Comcast Says It Will Respond To Cord Cutting In 2020 With…More Price Hikes
from the that's-not-how-this-works dept
Cord cutting continued to set records in 2019 despite years of cable and broadcast executives trying to claim the trend wasn’t actually happening. Now that they’re finally acknowledging the threat is real, many of these same executives are doubling down on the kind of behavior that brought them to this point in the first place.
For example, Comcast’s Q4 earnings report released this week shows the company saw a 3.2% drop in traditional cable TV subscribers in 2019, double the 1.6% loss rate the company saw 2018. How does the company plan to tackle the customer exodus driven by ramped up streaming competition from the likes of Disney, Apple, and others in 2020? Why even more price hikes, of course:
Comcast CFO just said that with rate increases planned for 2020 and continued consumer shift away from bundled video packages, investors should expect higher Comcast video sub losses in 2020 $CMCSA #cordcutting https://t.co/0a8POqFLid
— Rich Greenfield (@RichLightShed) January 23, 2020
Keep in mind, US consumers already pay some of the highest rates for fixed and mobile broadband in the developed world. These latest price hikes are occurring the same time Comcast’s cable division CAPEX dropped 10.5% in 2019. You know, the exact opposite of what the Ajit Pai FCC promised when it obliterated FCC authority over telecom providers at lobbyist behest.
This isn’t the first time Comcast has made it clear that its strategy to tackle the rise in streaming competition and fleeing users is to just double down on price hikes. Company executives have noted several times that any money they lose on television, they simply make up for on the broadband side:
“Watson added that while Comcast tries to keep customers through a variety of programming and broadband packages, but added that when a customer leaves as a result of price, the impact is actually favorable to the company. ?We segment the marketplace,? Watson said, adding that when a low-end customer drops video service over price, but keeps their broadband service ? at a higher monthly charge ? the company makes out better.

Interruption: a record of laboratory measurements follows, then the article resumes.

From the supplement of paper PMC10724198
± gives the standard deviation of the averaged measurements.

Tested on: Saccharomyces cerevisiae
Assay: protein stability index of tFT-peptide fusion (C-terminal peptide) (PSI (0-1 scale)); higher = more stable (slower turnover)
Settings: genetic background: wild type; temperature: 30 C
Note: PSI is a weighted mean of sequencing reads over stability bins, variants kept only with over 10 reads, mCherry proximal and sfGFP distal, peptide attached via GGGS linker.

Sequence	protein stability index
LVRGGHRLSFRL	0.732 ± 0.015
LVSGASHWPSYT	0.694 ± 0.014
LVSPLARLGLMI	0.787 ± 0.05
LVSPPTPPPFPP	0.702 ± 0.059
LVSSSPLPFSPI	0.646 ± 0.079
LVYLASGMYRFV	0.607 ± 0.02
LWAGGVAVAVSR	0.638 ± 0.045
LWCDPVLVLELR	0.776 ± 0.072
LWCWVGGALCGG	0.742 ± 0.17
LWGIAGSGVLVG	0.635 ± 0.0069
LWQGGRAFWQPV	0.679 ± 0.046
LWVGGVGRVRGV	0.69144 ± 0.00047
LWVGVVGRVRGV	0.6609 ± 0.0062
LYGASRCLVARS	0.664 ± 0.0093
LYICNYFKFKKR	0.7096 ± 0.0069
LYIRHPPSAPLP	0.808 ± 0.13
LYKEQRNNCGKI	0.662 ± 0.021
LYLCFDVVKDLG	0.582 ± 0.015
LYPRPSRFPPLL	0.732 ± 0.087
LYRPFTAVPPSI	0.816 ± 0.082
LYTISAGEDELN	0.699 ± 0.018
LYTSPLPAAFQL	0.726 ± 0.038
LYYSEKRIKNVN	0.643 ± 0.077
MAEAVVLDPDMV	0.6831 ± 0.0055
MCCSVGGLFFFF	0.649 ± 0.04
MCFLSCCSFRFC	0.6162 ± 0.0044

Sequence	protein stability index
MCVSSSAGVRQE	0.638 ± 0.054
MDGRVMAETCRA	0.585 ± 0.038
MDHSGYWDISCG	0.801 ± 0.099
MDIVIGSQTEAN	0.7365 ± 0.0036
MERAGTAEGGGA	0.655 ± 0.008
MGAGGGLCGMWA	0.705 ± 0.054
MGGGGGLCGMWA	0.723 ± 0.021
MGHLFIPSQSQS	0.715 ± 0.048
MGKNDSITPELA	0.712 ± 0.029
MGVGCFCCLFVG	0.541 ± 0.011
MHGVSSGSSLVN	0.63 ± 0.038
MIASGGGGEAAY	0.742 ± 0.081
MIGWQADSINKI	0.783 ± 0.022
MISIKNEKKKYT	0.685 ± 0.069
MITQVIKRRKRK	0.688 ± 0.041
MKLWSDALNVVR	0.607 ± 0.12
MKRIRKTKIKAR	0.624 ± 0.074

Oddly the reason this is possible is something most analysts and trade magazines don’t much like to talk about for whatever reason: Comcast’s growing monopoly over broadband and its stranglehold over state and federal regulators and lawmakers.
As US telcos give up on residential broadband, they’re giving giants like Comcast and Spectrum an even greater monopoly over faster broadband across massive swaths of the country. So when users in those markets cut the TV cord and move to streaming, Comcast’s free to sock them with rate hikes, nonsensical fees, and bogus usage caps and overage surcharges. Because there’s no competition and currently no federal regulators looking out for consumers, there’s no penalty for this behavior. The telecom lobby has even tried to ban states from stepping in to fill this vacuum and protect users from monopoly harm.
While 5G is often bandied about as a free market panacea for what ails the US telecom sector (ie “we don’t need to fix this problem because amazing wireless will soon arrive to save the day”), many of these same problems plague wireless as well (regulatory capture, competition eroding consolidation, regional fiber/backhaul monopolies, etc.). In short, without healthy competition or functioning regulatory oversight you shouldn’t put too much stock in giants like Comcast being forced to give much of a damn anytime soon.